ween the State authorities, which were friendly to Johnson, and those of the City of Baltimore. The Governor appealed to the President for armed assistance, and Johnson made several attempts to induce Grant to order United States troops into Maryland. Grant's anxiety at this suggestion was acute. He held numerous conversations with the President, and though no disloyal proposition was made to him in words, he conceived a profound distrust of Johnson's designs. This feeling was shared by Stanton, then Secretary of War. In the excited state of feeling aroused by Johnson's course the use of troops was certain to prove exasperating, and it seemed to be the President's purpose to tempt or provoke his opponents to some illegal act which would warrant a resort to arms. It was too soon after a civil war to incur such risks without alarm. Grant at once protested verbally but earnestly against sending troops to Baltimore. But the President persisted in his suggestion. He did not give
bsequently Grant wished these steps reversed, Stanton never objected. During Early's invasion of M of which proved abortive. In this emergency Stanton finally appealed to Grant. He directed Charl, lest it should be made public too soon; but Stanton was within his rights, and the subject was ne9 I sent him my account of his relations with Stanton which is similar to that now given; he found ; that the ability, energy, and patriotism of Stanton were undoubted, and as for himself he certainrgency of Grant on this occasion strengthened Stanton's hold on the President. In March, 1865, Gibuted what they thought an implied rebuke to Stanton's influence. But they were wrong; for Lincoldid not, indeed, resent what he disliked, for Stanton never transcended his technical rights—though my personal chief, I am convinced that while Stanton was undoubtedly lacking in delicacy and perhaany through which they had already passed. Stanton's accord with Grant at this crisis is indicat[22 more...]
the spring and summer of 1866 both Grant and Stanton were opposing their common superior, for both people, to whom Presidents are responsible. Stanton remained in the Cabinet for the express purpoIn considering the behavior of both Grant and Stanton at this period it must be borne in mind that and informed him that he intended to suspend Stanton, and at the same time remove Sheridan from Neat once made known the President's purpose to Stanton and Sheridan, as well as to others in his cone prevent further mischief. He could take up Stanton's course when Stanton was no longer in the Ca, in a formal letter, the President requested Stanton's resignation. The same day Stanton answeredStanton answered, also in writing, that public considerations of a high character constrained him from resigning beob't serv't, U. S. Grant, General. To Hon. Edwin M. Stanton, Secretary of War. To this Stantonhat he should not have accepted the post, but Stanton could hardly have been in an amiable mood whe[19 more...]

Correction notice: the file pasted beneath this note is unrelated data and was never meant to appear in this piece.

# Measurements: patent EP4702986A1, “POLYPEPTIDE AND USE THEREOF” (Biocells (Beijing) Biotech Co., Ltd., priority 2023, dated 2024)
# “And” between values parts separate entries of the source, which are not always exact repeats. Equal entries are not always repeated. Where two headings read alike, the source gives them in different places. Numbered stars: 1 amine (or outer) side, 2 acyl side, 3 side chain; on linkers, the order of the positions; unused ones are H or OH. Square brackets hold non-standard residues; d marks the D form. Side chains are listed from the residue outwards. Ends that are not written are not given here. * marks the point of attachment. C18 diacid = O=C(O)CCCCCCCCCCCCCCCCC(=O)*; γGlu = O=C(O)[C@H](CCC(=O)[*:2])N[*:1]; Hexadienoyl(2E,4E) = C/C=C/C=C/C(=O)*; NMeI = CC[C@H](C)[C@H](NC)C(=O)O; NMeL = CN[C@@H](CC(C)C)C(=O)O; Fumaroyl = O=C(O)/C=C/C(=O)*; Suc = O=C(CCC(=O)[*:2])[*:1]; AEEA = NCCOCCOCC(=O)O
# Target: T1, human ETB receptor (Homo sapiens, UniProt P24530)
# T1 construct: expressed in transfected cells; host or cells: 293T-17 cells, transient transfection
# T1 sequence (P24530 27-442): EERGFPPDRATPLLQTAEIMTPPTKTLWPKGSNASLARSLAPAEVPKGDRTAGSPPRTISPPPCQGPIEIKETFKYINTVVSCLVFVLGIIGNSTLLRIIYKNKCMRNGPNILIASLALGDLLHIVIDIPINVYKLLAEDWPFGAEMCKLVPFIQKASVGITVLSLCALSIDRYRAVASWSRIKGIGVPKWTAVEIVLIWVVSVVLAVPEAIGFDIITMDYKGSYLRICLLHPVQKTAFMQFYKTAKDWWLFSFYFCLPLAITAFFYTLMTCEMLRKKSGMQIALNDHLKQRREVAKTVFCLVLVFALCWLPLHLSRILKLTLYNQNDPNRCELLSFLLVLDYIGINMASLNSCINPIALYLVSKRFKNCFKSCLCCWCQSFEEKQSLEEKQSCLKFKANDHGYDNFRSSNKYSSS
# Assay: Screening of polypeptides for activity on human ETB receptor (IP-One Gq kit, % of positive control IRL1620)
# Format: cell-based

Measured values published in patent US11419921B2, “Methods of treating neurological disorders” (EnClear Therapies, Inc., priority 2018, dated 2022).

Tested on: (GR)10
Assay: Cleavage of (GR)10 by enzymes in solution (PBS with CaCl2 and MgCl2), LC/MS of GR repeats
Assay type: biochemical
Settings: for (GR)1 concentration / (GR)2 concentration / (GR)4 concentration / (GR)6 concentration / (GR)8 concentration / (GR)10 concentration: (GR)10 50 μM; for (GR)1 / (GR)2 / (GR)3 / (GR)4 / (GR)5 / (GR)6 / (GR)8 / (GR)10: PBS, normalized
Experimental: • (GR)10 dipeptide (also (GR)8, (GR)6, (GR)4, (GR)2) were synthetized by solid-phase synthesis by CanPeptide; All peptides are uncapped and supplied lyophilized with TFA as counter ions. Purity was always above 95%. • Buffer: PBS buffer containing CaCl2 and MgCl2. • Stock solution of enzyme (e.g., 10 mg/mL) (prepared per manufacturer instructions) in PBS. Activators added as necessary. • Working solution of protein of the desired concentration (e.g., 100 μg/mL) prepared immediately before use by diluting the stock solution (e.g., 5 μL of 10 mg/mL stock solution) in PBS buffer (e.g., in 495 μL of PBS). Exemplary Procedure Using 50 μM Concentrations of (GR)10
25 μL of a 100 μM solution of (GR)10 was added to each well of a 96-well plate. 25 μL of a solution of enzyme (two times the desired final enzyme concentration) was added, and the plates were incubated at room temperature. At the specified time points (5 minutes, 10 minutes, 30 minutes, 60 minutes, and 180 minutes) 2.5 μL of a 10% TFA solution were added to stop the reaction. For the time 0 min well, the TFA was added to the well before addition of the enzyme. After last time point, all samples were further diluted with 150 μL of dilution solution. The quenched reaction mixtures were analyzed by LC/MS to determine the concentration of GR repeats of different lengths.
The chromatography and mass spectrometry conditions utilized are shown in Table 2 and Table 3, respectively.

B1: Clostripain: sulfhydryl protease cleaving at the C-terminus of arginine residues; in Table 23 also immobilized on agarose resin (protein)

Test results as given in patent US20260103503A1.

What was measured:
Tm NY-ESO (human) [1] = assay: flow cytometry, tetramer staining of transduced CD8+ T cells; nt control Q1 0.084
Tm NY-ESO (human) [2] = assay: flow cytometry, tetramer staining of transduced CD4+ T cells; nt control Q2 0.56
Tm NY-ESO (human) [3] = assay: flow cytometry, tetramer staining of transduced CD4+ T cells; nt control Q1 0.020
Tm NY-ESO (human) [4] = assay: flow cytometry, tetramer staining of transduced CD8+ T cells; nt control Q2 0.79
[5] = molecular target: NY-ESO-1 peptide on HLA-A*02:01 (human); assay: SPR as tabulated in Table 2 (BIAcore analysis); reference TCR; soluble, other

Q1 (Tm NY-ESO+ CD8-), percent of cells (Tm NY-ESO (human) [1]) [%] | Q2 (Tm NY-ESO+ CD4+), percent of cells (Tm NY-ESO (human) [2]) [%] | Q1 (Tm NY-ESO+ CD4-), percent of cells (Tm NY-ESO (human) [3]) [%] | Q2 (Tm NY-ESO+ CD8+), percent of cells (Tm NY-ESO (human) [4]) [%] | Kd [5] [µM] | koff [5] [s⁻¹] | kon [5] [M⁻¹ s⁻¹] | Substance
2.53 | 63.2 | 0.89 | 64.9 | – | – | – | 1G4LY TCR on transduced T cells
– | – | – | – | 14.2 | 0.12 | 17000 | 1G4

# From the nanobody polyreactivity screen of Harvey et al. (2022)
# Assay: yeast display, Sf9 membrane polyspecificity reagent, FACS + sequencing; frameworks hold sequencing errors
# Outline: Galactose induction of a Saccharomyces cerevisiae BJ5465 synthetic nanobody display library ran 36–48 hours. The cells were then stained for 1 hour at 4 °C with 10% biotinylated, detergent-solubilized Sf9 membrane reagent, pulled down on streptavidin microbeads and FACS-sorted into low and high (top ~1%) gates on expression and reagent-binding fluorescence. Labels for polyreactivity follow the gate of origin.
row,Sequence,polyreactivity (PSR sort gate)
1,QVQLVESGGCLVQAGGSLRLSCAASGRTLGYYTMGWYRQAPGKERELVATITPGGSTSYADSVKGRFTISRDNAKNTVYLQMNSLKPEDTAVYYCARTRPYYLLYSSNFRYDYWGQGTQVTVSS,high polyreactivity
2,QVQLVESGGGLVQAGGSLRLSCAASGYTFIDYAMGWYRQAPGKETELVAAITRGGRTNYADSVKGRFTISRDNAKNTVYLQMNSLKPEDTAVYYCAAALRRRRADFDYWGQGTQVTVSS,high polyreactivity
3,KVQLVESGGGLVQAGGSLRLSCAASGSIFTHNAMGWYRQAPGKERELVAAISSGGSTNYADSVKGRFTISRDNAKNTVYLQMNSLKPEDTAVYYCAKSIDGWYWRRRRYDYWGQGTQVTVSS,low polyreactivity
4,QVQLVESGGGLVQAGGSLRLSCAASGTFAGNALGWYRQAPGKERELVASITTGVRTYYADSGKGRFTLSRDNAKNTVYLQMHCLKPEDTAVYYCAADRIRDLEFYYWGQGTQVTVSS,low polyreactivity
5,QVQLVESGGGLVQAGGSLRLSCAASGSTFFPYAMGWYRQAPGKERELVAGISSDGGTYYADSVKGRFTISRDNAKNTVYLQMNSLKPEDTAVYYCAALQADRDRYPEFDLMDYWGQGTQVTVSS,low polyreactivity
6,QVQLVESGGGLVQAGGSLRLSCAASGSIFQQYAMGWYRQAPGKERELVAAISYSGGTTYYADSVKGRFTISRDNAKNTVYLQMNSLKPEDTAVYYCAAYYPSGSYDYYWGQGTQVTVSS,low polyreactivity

Chapter 12: Grant and Sheridan. Stanton had fallen and the next official victim was to be Sheridan. Stanton was suspended on the 12th of August, and on the 17th Grant received the President'Stanton was suspended on the 12th of August, and on the 17th Grant received the President's commands for the removal of Sheridan. He at once protested against the execution of the order. He was indeed profoundly moved, and even exasperated; for his regard for Sheridan had now become per On the 1st of August the President announced to Grant that he had made up his mind to suspend Stanton and remove Sheridan. I have already quoted the language in which Grant protested against this intention in regard to Stanton. In the same letter he added these words referring to Sheridan: On the subject of the removal of the very able commander of the Fifth Military District, let me asky in which he had hitherto supported Grant. Deprived now of his two coadjutors, without either Stanton as a friendly superior or Sheridan as a loyal subordinate, Grant was left to bear the whole bru
protest before him against the suspension of Stanton; he had the knowledge of all Grant's previousome degree to Grant, when he was seen to take Stanton's place. Some of his stanchest personal frieasons which had brought about the removal of Stanton and Sheridan. The two officers who were subsy to the province of the Secretary, and Secretary Stanton would have refused. I was surprised andhought Stanton would have done; and doubtless Stanton would have refused. In December Congress rtwenty days his reasons for the suspension of Stanton. This he did, and on the 13th of January the of the law this decision at once re-instated Stanton. Grant had informed the President two days bs greatly concerned. He was not anxious that Stanton should be restored, for he felt that the Mini Cabinet officer upon the Head of the State. Stanton could hardly be expected to share this feelinho would be acceptable to the Senate, so that Stanton might be legally relieved. Grant proposed Ge[4 more...]